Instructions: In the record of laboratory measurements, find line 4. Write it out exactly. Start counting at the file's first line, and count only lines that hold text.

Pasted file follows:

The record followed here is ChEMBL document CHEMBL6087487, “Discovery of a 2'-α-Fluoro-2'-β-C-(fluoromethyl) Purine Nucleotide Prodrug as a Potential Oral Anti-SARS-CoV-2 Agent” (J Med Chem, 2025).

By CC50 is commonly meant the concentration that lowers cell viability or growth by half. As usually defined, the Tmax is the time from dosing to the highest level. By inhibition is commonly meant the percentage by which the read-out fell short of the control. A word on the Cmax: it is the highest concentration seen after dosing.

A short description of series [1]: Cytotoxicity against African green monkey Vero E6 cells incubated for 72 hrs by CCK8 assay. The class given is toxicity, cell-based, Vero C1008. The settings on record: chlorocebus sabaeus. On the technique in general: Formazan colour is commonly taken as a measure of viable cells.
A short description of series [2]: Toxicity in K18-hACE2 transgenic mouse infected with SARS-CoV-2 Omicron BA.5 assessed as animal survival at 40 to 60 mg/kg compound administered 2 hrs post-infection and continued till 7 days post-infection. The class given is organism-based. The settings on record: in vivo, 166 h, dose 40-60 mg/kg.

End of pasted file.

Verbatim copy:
A short description of series [2]: Toxicity in K18-hACE2 transgenic mouse infected with SARS-CoV-2 Omicron BA.5 assessed as animal survival at 40 to 60 mg/kg compound administered 2 hrs post-infection and continued till 7 days post-infection. The class given is organism-based. The settings on record: in vivo, 166 h, dose 40-60 mg/kg.